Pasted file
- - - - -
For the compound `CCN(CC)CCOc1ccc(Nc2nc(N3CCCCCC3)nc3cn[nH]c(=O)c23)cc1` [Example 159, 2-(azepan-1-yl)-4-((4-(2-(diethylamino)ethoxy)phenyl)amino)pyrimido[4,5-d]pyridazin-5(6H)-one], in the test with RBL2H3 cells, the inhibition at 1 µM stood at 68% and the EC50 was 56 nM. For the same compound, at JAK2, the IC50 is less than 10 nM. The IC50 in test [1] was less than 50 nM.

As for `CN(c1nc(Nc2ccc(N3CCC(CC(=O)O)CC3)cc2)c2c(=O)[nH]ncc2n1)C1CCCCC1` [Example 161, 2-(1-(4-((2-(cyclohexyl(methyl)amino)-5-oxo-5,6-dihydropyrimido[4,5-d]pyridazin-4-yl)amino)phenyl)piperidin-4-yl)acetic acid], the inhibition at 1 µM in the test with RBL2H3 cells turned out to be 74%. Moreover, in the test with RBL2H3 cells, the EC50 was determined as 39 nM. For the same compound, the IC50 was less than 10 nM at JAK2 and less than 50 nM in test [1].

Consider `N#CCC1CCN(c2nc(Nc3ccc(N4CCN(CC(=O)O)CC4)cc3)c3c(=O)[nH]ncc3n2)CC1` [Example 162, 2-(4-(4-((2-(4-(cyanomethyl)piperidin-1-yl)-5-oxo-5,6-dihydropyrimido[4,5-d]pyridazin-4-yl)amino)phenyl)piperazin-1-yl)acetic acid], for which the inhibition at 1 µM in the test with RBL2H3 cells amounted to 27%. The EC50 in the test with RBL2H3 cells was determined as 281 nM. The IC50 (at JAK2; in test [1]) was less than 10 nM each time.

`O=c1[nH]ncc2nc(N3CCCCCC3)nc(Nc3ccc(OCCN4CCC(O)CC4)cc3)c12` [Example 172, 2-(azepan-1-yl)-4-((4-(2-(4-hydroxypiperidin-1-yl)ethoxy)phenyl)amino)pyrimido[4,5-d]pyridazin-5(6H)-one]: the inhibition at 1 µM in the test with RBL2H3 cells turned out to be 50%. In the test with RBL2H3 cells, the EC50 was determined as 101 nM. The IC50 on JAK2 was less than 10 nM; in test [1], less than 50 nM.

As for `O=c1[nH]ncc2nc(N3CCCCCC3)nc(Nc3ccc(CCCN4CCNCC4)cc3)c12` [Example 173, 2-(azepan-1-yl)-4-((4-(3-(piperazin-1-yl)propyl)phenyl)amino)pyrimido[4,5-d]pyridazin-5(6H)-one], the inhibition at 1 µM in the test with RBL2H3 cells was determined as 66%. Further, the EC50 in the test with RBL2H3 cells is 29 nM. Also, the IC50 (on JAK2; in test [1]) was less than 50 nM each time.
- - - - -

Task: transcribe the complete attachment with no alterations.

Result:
For the compound `CCN(CC)CCOc1ccc(Nc2nc(N3CCCCCC3)nc3cn[nH]c(=O)c23)cc1` [Example 159, 2-(azepan-1-yl)-4-((4-(2-(diethylamino)ethoxy)phenyl)amino)pyrimido[4,5-d]pyridazin-5(6H)-one], in the test with RBL2H3 cells, the inhibition at 1 µM stood at 68% and the EC50 was 56 nM. For the same compound, at JAK2, the IC50 is less than 10 nM. The IC50 in test [1] was less than 50 nM.

As for `CN(c1nc(Nc2ccc(N3CCC(CC(=O)O)CC3)cc2)c2c(=O)[nH]ncc2n1)C1CCCCC1` [Example 161, 2-(1-(4-((2-(cyclohexyl(methyl)amino)-5-oxo-5,6-dihydropyrimido[4,5-d]pyridazin-4-yl)amino)phenyl)piperidin-4-yl)acetic acid], the inhibition at 1 µM in the test with RBL2H3 cells turned out to be 74%. Moreover, in the test with RBL2H3 cells, the EC50 was determined as 39 nM. For the same compound, the IC50 was less than 10 nM at JAK2 and less than 50 nM in test [1].

Consider `N#CCC1CCN(c2nc(Nc3ccc(N4CCN(CC(=O)O)CC4)cc3)c3c(=O)[nH]ncc3n2)CC1` [Example 162, 2-(4-(4-((2-(4-(cyanomethyl)piperidin-1-yl)-5-oxo-5,6-dihydropyrimido[4,5-d]pyridazin-4-yl)amino)phenyl)piperazin-1-yl)acetic acid], for which the inhibition at 1 µM in the test with RBL2H3 cells amounted to 27%. The EC50 in the test with RBL2H3 cells was determined as 281 nM. The IC50 (at JAK2; in test [1]) was less than 10 nM each time.

`O=c1[nH]ncc2nc(N3CCCCCC3)nc(Nc3ccc(OCCN4CCC(O)CC4)cc3)c12` [Example 172, 2-(azepan-1-yl)-4-((4-(2-(4-hydroxypiperidin-1-yl)ethoxy)phenyl)amino)pyrimido[4,5-d]pyridazin-5(6H)-one]: the inhibition at 1 µM in the test with RBL2H3 cells turned out to be 50%. In the test with RBL2H3 cells, the EC50 was determined as 101 nM. The IC50 on JAK2 was less than 10 nM; in test [1], less than 50 nM.

As for `O=c1[nH]ncc2nc(N3CCCCCC3)nc(Nc3ccc(CCCN4CCNCC4)cc3)c12` [Example 173, 2-(azepan-1-yl)-4-((4-(3-(piperazin-1-yl)propyl)phenyl)amino)pyrimido[4,5-d]pyridazin-5(6H)-one], the inhibition at 1 µM in the test with RBL2H3 cells was determined as 66%. Further, the EC50 in the test with RBL2H3 cells is 29 nM. Also, the IC50 (on JAK2; in test [1]) was less than 50 nM each time.